Technology & Science

Want to help name a moon? You could name 5 of Jupiter's

Last July, astronomers announced they'd found a treasure trove of 12 new moons around Jupiter. Now they're inviting the public to help name five of them.

Moons need to be named after Roman god Jupiter or Greek god Zeus

One of Jupiter's four largest satellites is Io, seen in this image from NASA's Cassini spacecraft. Twelve new moons were discovered orbiting the giant planet in July 2018. (NASA/JPL/University of Arizona)

Last July, astronomers announced they'd found a treasure trove of 12 new moons around Jupiter. Now they're inviting the public to help name five of them.

The discovery was an accident. A team of astronomers was looking for the proposed "Planet X" or "Planet 9," which is believed to lie beyond the orbit of Pluto. Instead, they found a dozen new moons around our solar system's most massive planet, bringing Jupiter's tally to 79 — the most in our solar system.

Among the newly discovered moons is one "oddball," which has already been given the name Valetudo.

Jupiter has different types of moons, including ones that orbit in the same direction as the planet, called prograde moons, and ones that orbit in the opposite direction, known as retrograde moons. (This is important to know when it comes to naming them.)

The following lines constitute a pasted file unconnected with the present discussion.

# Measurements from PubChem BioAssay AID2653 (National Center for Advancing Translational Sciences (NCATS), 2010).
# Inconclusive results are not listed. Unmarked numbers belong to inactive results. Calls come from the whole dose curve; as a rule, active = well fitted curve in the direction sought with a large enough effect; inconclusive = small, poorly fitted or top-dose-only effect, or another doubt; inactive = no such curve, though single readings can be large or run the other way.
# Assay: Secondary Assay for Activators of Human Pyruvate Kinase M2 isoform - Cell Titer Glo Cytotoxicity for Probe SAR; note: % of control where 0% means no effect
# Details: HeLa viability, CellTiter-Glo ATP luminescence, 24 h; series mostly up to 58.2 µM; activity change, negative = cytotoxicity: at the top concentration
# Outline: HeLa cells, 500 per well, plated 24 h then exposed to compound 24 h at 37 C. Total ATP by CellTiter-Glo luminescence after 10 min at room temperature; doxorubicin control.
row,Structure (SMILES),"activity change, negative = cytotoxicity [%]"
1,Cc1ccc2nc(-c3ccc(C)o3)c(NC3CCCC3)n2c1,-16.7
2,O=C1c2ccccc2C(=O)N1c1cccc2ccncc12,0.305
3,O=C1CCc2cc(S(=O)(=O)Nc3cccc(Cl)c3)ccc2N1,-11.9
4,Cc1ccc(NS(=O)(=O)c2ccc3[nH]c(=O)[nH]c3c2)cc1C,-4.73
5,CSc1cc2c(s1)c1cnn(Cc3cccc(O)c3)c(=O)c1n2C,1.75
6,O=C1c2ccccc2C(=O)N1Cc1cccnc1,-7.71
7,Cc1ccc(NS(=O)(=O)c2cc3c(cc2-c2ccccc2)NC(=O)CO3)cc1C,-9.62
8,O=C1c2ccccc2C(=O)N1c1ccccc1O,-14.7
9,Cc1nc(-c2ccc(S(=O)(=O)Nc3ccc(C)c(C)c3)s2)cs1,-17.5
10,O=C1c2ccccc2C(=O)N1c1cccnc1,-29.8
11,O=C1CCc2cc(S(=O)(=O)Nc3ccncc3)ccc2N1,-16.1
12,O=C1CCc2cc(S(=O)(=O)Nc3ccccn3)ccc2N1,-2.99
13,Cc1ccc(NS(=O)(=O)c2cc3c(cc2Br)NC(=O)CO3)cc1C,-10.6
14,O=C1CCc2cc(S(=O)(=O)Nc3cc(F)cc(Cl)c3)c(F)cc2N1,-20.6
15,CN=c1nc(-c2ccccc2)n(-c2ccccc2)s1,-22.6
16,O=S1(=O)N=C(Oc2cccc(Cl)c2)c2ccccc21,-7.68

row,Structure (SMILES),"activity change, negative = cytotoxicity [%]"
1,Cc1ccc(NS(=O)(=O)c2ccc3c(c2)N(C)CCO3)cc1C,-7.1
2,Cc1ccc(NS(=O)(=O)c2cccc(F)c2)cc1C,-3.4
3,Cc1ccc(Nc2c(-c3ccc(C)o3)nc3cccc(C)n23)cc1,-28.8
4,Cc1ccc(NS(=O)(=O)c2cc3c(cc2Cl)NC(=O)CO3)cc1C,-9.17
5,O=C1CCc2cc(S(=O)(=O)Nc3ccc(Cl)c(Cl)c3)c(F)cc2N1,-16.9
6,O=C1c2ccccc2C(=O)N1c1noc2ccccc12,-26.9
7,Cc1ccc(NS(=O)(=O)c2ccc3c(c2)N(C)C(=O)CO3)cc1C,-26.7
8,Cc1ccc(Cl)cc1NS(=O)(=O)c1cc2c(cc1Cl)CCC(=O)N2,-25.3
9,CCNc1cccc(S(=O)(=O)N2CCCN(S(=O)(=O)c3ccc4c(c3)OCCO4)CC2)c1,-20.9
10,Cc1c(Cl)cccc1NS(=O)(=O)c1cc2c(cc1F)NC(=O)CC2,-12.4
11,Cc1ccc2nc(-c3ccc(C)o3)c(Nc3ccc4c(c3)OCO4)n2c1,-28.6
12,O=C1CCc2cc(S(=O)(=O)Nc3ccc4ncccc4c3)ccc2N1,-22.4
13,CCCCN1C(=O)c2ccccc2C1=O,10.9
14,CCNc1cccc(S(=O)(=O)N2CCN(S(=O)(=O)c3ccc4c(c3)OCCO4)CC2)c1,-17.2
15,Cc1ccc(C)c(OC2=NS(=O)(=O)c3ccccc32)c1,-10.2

Valetudo has been declared an "oddball" because it orbits among the retrograde moons — but in a prograde direction.

"It's basically driving down the highway in the wrong direction," Scott Sheppard, an astronomer from the Carnegie Institution for Science who led the team involved in the discovery, said when the moons were announced.

This illustration shows the newly discovered moons of Jupiter and their orbits. (Carnegie Institution of Science)

When moons are first discovered, they are typically given alphanumeric designations by the International Astronomical Union.

If you want to take part in helping to name the remaining 11 moons, you're going to have to stick to the following set of rules:

  • Jupiter moons must be named after characters from Roman or Greek mythology who were either descendants or lovers of the god known as Jupiter (Roman) or Zeus (Greek).

  • Submissions must be 16 characters or fewer, and preferably one word.

  • Submissions must not be offensive in any language or to any culture.

  • Submissions must not be too similar to the existing names of any moons or asteroids.

  • Names of a purely or principally commercial nature are prohibited.

  • Names of individuals, places or events that are principally known for political, military or religious activities are not suitable.

  • Names commemorating living persons are not allowed.

As well, you must consider the orbit of the moons:

  • S/2003 J5 (Jupiter LVII), S/2003 J15 (Jupiter LVIII) and S/2003 J3 (Jupiter LX) are retrograde moons, and thus the names must end in an "e."

  • S/2017 J4 (Jupiter LXV) and S/2018 J1 (Jupiter LXXI) are prograde moons, and thus the names must end in an "a."

If you'd like a few suggestions, the video below has some ideas:

Carnegie is asking the public to tweet suggested names to @JupiterLunacy using the hashtag #NameJupitersMoons.

The contest runs from Feb. 21 to April 15.


To encourage thoughtful and respectful conversations, first and last names will appear with each submission to CBC/Radio-Canada's online communities (except in children and youth-oriented communities). Pseudonyms will no longer be permitted.

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